Author: Nicole Bradley-Bernard
When you have health insurance, you expect that it will protect you from any significant medical expenses and cover most of the required treatment if you ever become seriously ill. Unfortunately, a study conducted by Harvard Medical School found that having health insurance did not protect a large number of patients with significant medical bills from declaring bankruptcy.
In the six-year period between 2001 and 2007, bankruptcies due to medical expenses rose by nearly 50%, going from 42% of all bankruptcies in 2001 to 62% in 2007. Contrary to the commonly held belief that most people who file for bankruptcy are poor to begin with, most people who file due to medical bills are well-educated, middle-class homeowners.
Most frightening is the fact that 78% of those surveyed did have medical insurance when they filed for bankruptcy, but still had accumulated massive medical bills due to gaps in their coverage. These gaps included alarmingly high deductibles, uncovered services, and large co-payments. To learn more and gain helpful tips for avoiding or getting out of such a situation, keep reading.
How Medical Debt is Pushing People to File for Bankruptcy
According to a 2022 nationwide survey by the Kaiser Family Foundation, over half of American adults report having gone into debt within the last five years because of medical or dental debt. The survey also found that as many as one in four adults report having dental and/or medical bills that are past due or dental/medical bills that they cannot afford to pay.
In the Harvard study, 2,314 people who filed for medical bankruptcy early in 2007 were surveyed or had their court records examined. The average out-of-pocket medical expenses totaled $17,749 for those who did have medical insurance and $26,971 among the uninsured. About 62% of those who filed had expenses of more than $5,000 or 10% of their pre-tax income, had mortgaged their home to pay medical bills, or had lost a significant amount of their income because of their illness.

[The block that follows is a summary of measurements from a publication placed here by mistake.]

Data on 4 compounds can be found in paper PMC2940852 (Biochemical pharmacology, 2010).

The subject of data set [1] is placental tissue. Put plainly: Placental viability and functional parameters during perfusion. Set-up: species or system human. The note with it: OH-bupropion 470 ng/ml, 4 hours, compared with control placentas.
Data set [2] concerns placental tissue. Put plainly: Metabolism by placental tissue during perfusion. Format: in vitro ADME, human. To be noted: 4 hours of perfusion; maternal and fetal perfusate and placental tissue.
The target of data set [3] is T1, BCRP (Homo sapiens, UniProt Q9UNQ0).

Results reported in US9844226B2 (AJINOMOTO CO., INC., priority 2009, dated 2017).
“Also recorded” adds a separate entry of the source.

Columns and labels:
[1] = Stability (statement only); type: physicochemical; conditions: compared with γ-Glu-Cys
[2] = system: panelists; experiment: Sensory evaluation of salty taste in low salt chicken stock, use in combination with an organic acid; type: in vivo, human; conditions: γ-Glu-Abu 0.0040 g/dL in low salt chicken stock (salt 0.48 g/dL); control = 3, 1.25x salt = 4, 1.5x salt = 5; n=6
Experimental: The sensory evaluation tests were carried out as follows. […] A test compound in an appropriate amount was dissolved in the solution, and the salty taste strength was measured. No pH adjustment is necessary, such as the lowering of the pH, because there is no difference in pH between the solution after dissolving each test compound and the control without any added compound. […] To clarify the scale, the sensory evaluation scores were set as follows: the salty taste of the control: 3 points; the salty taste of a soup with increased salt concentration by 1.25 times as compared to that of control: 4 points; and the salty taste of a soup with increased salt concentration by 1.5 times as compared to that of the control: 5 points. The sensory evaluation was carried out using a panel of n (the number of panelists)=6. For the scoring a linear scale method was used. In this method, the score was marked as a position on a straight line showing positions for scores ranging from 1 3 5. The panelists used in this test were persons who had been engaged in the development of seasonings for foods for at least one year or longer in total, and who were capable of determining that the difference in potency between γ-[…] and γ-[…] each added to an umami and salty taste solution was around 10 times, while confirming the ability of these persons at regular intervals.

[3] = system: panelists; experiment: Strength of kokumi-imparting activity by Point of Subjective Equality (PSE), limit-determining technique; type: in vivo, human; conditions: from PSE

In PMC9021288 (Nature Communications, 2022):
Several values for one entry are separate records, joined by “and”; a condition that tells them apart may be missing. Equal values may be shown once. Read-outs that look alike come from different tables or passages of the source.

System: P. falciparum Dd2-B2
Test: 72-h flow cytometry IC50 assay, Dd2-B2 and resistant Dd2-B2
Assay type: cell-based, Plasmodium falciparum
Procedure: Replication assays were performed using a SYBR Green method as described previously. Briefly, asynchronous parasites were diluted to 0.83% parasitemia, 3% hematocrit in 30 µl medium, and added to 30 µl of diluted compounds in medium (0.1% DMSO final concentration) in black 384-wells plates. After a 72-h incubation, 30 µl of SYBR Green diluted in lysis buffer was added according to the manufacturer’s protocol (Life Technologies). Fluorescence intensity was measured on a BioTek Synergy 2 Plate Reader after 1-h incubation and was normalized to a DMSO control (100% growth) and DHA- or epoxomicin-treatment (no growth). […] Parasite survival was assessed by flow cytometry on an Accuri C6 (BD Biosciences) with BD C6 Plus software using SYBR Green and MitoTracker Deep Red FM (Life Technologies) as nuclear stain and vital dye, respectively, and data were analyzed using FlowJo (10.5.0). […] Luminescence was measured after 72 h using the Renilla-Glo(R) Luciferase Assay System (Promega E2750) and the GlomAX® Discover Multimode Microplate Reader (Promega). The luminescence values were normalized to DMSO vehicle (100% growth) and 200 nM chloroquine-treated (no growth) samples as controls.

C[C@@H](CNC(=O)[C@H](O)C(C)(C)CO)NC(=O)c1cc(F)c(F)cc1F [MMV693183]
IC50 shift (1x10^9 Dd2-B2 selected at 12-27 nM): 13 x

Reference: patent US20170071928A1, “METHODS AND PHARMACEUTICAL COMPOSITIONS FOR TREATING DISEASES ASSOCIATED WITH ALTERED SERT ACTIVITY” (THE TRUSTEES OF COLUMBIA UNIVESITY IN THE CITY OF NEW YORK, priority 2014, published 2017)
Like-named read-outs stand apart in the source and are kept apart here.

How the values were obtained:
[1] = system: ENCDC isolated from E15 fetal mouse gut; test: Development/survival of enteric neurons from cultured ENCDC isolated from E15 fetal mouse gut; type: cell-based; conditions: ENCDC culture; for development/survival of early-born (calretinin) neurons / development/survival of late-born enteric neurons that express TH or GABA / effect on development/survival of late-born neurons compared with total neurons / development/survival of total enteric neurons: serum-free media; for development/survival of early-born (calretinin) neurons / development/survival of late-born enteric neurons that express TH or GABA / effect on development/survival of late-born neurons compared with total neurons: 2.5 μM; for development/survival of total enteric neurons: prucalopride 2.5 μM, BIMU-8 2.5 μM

Realizing the seriousness of medical debt in the United States makes it unsurprising to realize that this can quickly lead to bankruptcy. This was the case for Sherrie Foy when she had medical complications after having her colon removed to alleviate years of intestinal upset. Sherrie had a post-surgery infection that nearly took her life and cost her and her spouse $800,000 in medical debt (after what their insurance would no longer cover). When the state sued them for not paying, they had no choice but to file bankruptcy.
How Medical Bills Are Contributing to The Majority of Credit Card Debt
According to a 2019 study conducted by Lending Tree, 56% of people with a credit card have used it to pay a medical bill in the past (over half of these people are still in debt because of it). Lending Tree also found that a third of people with credit card debt found themselves in this situation because of medical bills, with one in ten owing at least $10,000. It’s not hard to imagine how this situation can quickly get out of hand and one might see no other way out than to file for bankruptcy.